In less than a week, I turn 42 years old. Forty two. I don’t mind it, really. I have much for which I can be grateful for and plenty to look forward to this coming year.
There are days, though, when I feel pulled back, when my mind sifts through memories like old recipes, and I become stuck in images of me at twenty-one or my life at twenty-two.
I am swirling through a warm summer in Oklahoma; walking barefoot in the red dirt by the river; taking in a cool night on top of a roof; sitting on the wood floor of that house we rented, playing records we found at the thrift store. There are communal meals – an Eggplant Parmesan dish that took four people and six hours to bake – and quiet bike rides alone, in the early morning hours, to open the bakery where I worked.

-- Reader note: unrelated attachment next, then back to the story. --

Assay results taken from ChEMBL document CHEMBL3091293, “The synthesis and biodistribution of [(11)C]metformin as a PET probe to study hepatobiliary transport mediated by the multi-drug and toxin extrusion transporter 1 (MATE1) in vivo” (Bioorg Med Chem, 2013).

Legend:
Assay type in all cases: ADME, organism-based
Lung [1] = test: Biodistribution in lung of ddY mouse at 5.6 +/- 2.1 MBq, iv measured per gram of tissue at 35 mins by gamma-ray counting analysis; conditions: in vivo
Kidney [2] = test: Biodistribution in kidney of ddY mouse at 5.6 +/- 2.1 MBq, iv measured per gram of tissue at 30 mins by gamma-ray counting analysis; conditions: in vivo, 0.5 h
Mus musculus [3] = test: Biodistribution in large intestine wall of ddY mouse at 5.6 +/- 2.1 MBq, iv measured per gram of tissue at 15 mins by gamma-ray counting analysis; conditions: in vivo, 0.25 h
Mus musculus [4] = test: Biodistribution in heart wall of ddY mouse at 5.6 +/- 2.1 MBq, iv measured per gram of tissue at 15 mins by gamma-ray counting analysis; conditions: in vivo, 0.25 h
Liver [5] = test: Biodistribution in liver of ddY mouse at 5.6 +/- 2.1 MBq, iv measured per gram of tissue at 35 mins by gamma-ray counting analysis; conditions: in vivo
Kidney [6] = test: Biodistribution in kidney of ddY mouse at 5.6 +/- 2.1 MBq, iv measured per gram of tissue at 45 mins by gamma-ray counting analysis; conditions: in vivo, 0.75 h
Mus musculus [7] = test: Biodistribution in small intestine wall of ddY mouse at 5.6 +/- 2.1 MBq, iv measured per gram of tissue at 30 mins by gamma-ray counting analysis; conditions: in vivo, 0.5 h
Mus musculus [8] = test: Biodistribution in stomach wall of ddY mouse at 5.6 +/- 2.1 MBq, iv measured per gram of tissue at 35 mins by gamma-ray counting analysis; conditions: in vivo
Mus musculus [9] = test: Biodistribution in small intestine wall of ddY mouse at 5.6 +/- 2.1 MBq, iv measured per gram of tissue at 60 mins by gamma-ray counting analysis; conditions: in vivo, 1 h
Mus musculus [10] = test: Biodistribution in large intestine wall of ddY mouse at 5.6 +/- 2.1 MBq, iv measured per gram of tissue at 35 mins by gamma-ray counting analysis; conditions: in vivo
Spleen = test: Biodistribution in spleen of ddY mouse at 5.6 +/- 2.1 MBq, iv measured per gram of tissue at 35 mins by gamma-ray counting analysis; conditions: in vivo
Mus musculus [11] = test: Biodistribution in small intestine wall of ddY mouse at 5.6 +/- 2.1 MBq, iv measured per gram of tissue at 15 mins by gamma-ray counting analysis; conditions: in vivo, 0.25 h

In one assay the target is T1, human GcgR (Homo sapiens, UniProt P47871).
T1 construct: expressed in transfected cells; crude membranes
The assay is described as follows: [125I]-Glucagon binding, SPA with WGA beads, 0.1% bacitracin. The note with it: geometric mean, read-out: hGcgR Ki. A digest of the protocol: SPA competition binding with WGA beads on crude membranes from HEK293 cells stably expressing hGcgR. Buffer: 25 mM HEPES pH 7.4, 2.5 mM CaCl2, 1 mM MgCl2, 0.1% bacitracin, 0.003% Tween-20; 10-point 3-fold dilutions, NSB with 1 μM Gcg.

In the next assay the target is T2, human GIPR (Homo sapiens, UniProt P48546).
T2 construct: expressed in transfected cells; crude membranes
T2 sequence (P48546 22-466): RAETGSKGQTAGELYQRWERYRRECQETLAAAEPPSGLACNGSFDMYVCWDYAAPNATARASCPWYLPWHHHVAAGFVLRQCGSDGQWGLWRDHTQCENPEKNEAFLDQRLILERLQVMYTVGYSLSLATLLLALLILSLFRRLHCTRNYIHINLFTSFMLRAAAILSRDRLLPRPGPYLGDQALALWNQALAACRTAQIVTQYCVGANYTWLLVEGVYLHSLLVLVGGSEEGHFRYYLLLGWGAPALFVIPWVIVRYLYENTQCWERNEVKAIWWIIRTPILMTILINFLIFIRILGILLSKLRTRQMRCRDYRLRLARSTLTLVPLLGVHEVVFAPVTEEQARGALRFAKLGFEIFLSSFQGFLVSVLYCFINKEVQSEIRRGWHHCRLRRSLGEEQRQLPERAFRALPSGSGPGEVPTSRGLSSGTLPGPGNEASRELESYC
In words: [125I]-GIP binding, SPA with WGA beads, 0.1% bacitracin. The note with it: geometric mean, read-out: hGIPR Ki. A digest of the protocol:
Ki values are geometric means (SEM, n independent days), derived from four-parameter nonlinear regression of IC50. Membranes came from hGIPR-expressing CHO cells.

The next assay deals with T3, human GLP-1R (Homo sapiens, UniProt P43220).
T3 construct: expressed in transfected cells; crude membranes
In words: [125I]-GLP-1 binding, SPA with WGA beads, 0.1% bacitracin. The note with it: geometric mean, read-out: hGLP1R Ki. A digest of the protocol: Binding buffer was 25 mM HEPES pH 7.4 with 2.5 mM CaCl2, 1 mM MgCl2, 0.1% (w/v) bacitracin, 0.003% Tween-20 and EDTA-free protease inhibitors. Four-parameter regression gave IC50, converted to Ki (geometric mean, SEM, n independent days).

My time there ran its course, yet I return, again and again, searching for something. Unable to let go.
Those are the memories that filter their way into stories. They fall clunky and raw onto the page, are taken apart and molded back together again, three or four (or five) times over. The stories wax and wane in how much is revealed, and then, finally – because they are still too much or not enough – they get put into a drawer. Pushed to the way back.
And, those are the stories that refuse to lay dormant.
I have such a piece that keeps bucking its way to the rewrite table. One minute I love the story; the next, I cringe at the thought of anyone reading it. Still, I can’t let it go, can’t stop rewriting. I’ve taken out truths and replaced them with fiction. I’ve changed names and changed them back again. I’ve left out the parts of me that burn.
This story needs a place, whether it’s a permanent station in a notebook no one will find for years to come, or…who knows. I put it through the chopping block yesterday, and I’m giving it one last showing tomorrow, under fresh and experienced eyes at a critique group. After that….
I’ll be honest: I’m scared.
How do you tame the stories that haunt you?
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